RIVERVIEW — In 2012, critics will likely look to a highly scrutinized events center to make good on promises to polish its tarnished image.
After a year of audits and cries of mismanagement, the nonprofit board that operates the Regent has tried to assuage concerns about its ability to run an events center built with nearly $7 million in public dollars.
In a Nov. 22 letter, the chairwoman of the Brandon Community Advantage Center declined an offer from its landlord, Hillsborough Community College, to assume operations at the Regent.
"While we appreciate the college's offer to assume full operational responsibility for The Regent," wrote chairwoman Terry Curry, "the BCAC Board feels strongly that it undertook this responsibility and would prefer to see that the operational structure remains in its present form."
Citing its experience running the Trinkle Center in Plant City, HCC formally proposed the takeover in October. It came after several previous discussions, according to college spokeswoman Ashley Carl, and remains a standing offer.
The college owns the building, holding classes in the lower level while leasing event space to the BCAC. Carl has previously called the college's $750,000 payment for the Regent "a very good deal." She reiterated this month that it was a wise investment but added a caveat: "There isn't any construction project that's worth losing public trust over," Carl said.
The Regent's board agreed to repay the college $366,000 in unused and questionably spent funds. That's in addition to $35,000 that the board owes in reimbursements for the county's $2.5 million contribution to the center.
The audit of those funds, released in September, also spurred a review of the county's funding process for nonprofits. County audit director Daniel Pohto faulted county commissioners for their haste in approving the deal, saying there wasn't enough attention paid to ensuring proper review.
As of earlier this week, the board had yet to answer a list of follow-up financial questions from the county's chief financial administrator.
In October, the BCAC announced new community programming, including monthly open-house tours and discounted weekday rental rates for nonprofits.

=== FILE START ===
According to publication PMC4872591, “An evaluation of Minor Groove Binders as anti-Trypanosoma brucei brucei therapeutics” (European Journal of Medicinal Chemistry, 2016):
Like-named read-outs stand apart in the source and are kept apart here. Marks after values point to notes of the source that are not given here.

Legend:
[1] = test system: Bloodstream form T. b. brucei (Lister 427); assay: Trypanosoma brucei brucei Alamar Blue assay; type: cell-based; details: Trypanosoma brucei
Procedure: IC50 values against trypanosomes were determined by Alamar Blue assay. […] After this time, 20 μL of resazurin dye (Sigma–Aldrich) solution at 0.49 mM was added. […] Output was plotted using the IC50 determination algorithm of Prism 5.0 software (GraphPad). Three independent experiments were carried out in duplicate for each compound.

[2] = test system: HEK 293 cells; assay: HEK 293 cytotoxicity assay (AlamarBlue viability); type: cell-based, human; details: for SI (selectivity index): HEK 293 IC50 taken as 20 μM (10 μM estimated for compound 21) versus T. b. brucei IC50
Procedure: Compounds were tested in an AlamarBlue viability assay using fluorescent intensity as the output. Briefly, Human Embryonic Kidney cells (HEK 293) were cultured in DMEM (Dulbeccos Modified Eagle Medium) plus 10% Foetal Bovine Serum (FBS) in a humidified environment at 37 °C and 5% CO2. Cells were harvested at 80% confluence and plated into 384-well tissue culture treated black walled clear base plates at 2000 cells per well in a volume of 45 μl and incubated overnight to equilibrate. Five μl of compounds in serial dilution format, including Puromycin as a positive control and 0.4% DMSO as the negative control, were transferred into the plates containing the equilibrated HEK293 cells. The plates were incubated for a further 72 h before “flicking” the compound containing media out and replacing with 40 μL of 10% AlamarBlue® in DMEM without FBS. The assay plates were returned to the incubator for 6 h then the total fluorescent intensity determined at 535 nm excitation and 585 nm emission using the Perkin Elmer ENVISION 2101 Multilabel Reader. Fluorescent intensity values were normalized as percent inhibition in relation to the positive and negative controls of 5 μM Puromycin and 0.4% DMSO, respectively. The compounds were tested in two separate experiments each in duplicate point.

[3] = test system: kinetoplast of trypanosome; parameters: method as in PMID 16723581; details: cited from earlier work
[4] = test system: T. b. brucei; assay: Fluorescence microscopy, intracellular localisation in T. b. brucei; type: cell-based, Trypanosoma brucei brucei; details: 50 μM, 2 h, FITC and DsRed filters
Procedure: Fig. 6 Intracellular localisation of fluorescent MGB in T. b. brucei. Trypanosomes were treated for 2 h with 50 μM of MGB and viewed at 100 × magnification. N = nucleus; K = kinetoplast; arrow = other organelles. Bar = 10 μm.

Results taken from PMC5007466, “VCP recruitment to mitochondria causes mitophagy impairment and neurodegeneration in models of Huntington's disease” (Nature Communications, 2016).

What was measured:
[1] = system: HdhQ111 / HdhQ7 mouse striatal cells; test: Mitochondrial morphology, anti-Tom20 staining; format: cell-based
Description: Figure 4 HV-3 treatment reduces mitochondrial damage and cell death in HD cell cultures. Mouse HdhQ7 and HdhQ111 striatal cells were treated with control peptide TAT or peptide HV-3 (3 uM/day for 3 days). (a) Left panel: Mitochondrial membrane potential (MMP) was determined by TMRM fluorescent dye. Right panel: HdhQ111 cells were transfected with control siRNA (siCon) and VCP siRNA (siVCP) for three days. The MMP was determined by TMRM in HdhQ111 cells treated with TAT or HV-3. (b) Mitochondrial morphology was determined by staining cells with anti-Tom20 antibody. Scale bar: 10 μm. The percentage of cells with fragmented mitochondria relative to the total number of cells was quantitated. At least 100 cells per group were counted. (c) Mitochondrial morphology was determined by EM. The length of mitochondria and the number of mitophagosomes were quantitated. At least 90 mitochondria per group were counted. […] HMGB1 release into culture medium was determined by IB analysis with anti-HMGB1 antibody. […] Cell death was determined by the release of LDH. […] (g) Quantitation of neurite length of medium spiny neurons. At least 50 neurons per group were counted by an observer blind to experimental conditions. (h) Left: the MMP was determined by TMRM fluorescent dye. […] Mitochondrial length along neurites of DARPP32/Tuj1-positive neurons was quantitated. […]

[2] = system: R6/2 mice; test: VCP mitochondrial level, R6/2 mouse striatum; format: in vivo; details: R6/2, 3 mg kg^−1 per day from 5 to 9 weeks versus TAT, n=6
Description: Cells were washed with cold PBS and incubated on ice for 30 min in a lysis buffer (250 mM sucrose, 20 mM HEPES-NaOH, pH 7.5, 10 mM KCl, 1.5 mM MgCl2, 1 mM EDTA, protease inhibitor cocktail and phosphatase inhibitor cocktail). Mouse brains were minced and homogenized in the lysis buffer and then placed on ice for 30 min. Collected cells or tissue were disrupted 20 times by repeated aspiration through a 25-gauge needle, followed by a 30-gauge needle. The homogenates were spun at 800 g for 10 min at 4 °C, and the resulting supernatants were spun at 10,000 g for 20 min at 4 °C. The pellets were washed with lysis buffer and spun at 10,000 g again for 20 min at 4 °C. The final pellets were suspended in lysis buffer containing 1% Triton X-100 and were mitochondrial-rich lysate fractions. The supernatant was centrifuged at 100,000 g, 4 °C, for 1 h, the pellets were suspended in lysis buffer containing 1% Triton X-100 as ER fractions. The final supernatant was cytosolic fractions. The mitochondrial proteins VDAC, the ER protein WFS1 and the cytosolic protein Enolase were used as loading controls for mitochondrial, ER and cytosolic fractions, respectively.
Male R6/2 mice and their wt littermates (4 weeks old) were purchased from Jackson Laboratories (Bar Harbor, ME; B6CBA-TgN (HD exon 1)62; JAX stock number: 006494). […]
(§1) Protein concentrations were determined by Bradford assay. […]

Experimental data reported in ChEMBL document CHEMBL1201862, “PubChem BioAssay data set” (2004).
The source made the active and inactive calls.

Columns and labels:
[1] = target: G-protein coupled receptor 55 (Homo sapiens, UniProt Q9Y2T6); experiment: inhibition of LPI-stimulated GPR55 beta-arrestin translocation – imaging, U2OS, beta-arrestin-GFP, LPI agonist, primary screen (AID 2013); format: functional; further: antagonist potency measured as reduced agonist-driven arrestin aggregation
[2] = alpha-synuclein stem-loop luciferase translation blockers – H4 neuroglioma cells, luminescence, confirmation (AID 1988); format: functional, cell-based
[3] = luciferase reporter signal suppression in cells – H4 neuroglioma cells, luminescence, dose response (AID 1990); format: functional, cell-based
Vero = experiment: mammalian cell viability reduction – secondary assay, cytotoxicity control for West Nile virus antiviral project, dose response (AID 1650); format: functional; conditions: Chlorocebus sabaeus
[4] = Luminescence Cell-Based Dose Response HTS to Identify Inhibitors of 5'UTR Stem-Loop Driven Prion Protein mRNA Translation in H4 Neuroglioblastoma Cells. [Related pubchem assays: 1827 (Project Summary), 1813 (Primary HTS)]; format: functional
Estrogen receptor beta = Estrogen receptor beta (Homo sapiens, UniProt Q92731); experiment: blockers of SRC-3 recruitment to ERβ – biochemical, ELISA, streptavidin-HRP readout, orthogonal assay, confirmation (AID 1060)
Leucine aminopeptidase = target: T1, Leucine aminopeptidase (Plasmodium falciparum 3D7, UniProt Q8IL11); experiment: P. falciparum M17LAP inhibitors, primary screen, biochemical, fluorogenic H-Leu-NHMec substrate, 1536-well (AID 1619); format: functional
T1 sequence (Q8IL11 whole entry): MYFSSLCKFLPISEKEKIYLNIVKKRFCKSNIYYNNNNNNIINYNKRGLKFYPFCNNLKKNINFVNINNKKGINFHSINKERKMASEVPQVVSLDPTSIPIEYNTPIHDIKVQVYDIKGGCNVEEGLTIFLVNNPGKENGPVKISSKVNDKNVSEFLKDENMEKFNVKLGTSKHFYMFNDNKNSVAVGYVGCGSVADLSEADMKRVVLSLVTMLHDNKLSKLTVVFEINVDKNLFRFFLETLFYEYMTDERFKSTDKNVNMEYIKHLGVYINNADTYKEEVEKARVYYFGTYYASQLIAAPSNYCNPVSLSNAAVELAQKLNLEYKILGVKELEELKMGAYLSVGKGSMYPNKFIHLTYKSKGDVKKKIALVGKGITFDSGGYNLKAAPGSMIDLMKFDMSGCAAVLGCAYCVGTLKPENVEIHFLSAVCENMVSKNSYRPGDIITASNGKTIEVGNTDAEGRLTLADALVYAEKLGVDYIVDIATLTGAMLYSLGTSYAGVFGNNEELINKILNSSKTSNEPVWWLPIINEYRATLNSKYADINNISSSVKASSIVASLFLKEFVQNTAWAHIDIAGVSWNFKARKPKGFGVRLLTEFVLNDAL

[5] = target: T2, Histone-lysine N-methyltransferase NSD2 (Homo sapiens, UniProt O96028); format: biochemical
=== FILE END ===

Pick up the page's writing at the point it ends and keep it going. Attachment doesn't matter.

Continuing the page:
But even as outreach ramps up at the Regent, one of the board's grandest gestures of creating more accessibility has fallen flat: It has held just one of the quarterly public meetings promised in a May as an initial response to criticisms.
A second quarterly meeting should have taken place in September but was postponed amid spending inquiries. Though planned for December, it has yet to be rescheduled on the Regent's website.
The board's attempt to expand its membership also appears to have presented a challenge. Another Nov. 22 letter from BCAC chairwoman Terry Curry sought help from the County Commission to appoint additional board members and suggested having a commissioner serve as well.
Curry did not return a message seeking comment. The Regent's executive director, Kristen Kerr, did not return a request to comment on bookings, profits and the center's community events.
The board is not alone in pledging action without timely follow-through. After the September audit, county commissioners floated the idea of a task force to guide the Regent's board. Commissioner Sandy Murman was tapped to lead it and said the group would hold public meetings.
None took place. In a message Dec. 15, Murman said, "I am not involved with the discussions any longer. I reached more or less an impasse trying to get it resolved, so staff has taken it over and is looking through the options of what kind of actions we're going to take on this issue."
Murman said she had been hoping the Regent's board would accept the deal with HCC to transfer management to the college.
Stephanie Wang can be reached at email@example.com or (813) 661-2443.